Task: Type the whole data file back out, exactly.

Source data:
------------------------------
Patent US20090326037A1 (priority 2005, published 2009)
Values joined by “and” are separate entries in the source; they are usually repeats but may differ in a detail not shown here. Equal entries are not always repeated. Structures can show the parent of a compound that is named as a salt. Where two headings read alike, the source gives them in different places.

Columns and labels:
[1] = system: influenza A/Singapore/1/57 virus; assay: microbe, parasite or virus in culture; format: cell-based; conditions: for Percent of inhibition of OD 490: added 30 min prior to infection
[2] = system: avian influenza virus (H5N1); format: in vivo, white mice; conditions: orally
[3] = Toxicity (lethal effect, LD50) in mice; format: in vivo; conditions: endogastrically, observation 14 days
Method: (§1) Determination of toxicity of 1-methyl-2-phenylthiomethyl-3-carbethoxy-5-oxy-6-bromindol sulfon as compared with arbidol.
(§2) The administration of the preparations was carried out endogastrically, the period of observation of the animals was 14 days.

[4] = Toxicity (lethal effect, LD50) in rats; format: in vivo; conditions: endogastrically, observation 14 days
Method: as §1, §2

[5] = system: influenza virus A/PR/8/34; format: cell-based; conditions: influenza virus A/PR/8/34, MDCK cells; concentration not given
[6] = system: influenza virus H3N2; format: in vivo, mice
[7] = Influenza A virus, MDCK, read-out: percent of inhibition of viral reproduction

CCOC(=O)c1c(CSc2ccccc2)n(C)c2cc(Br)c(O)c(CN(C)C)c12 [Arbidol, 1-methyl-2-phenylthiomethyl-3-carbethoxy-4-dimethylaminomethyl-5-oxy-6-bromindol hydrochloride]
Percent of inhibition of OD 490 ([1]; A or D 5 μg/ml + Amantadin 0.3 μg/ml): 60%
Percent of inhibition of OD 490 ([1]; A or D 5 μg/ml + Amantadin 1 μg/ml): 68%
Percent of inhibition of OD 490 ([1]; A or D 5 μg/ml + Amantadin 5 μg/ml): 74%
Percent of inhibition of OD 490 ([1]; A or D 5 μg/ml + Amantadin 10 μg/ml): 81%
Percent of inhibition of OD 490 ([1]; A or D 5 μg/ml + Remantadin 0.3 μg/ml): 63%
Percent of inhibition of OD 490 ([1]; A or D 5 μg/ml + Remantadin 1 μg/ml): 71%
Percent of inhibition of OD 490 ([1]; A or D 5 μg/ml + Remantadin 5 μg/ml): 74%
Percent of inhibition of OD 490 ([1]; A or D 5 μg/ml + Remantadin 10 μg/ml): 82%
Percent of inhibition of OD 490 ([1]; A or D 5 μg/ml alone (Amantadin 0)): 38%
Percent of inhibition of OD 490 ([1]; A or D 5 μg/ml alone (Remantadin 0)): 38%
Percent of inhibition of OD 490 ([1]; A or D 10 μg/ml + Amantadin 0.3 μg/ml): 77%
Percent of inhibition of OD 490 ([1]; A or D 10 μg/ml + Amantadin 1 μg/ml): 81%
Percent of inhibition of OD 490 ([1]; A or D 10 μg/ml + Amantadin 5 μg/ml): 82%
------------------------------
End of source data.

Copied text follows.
Patent US20090326037A1 (priority 2005, published 2009)
Values joined by “and” are separate entries in the source; they are usually repeats but may differ in a detail not shown here. Equal entries are not always repeated. Structures can show the parent of a compound that is named as a salt. Where two headings read alike, the source gives them in different places.

Columns and labels:
[1] = system: influenza A/Singapore/1/57 virus; assay: microbe, parasite or virus in culture; format: cell-based; conditions: for Percent of inhibition of OD 490: added 30 min prior to infection
[2] = system: avian influenza virus (H5N1); format: in vivo, white mice; conditions: orally
[3] = Toxicity (lethal effect, LD50) in mice; format: in vivo; conditions: endogastrically, observation 14 days
Method: (§1) Determination of toxicity of 1-methyl-2-phenylthiomethyl-3-carbethoxy-5-oxy-6-bromindol sulfon as compared with arbidol.
(§2) The administration of the preparations was carried out endogastrically, the period of observation of the animals was 14 days.

[4] = Toxicity (lethal effect, LD50) in rats; format: in vivo; conditions: endogastrically, observation 14 days
Method: as §1, §2

[5] = system: influenza virus A/PR/8/34; format: cell-based; conditions: influenza virus A/PR/8/34, MDCK cells; concentration not given
[6] = system: influenza virus H3N2; format: in vivo, mice
[7] = Influenza A virus, MDCK, read-out: percent of inhibition of viral reproduction

CCOC(=O)c1c(CSc2ccccc2)n(C)c2cc(Br)c(O)c(CN(C)C)c12 [Arbidol, 1-methyl-2-phenylthiomethyl-3-carbethoxy-4-dimethylaminomethyl-5-oxy-6-bromindol hydrochloride]
Percent of inhibition of OD 490 ([1]; A or D 5 μg/ml + Amantadin 0.3 μg/ml): 60%
Percent of inhibition of OD 490 ([1]; A or D 5 μg/ml + Amantadin 1 μg/ml): 68%
Percent of inhibition of OD 490 ([1]; A or D 5 μg/ml + Amantadin 5 μg/ml): 74%
Percent of inhibition of OD 490 ([1]; A or D 5 μg/ml + Amantadin 10 μg/ml): 81%
Percent of inhibition of OD 490 ([1]; A or D 5 μg/ml + Remantadin 0.3 μg/ml): 63%
Percent of inhibition of OD 490 ([1]; A or D 5 μg/ml + Remantadin 1 μg/ml): 71%
Percent of inhibition of OD 490 ([1]; A or D 5 μg/ml + Remantadin 5 μg/ml): 74%
Percent of inhibition of OD 490 ([1]; A or D 5 μg/ml + Remantadin 10 μg/ml): 82%
Percent of inhibition of OD 490 ([1]; A or D 5 μg/ml alone (Amantadin 0)): 38%
Percent of inhibition of OD 490 ([1]; A or D 5 μg/ml alone (Remantadin 0)): 38%
Percent of inhibition of OD 490 ([1]; A or D 10 μg/ml + Amantadin 0.3 μg/ml): 77%
Percent of inhibition of OD 490 ([1]; A or D 10 μg/ml + Amantadin 1 μg/ml): 81%
Percent of inhibition of OD 490 ([1]; A or D 10 μg/ml + Amantadin 5 μg/ml): 82%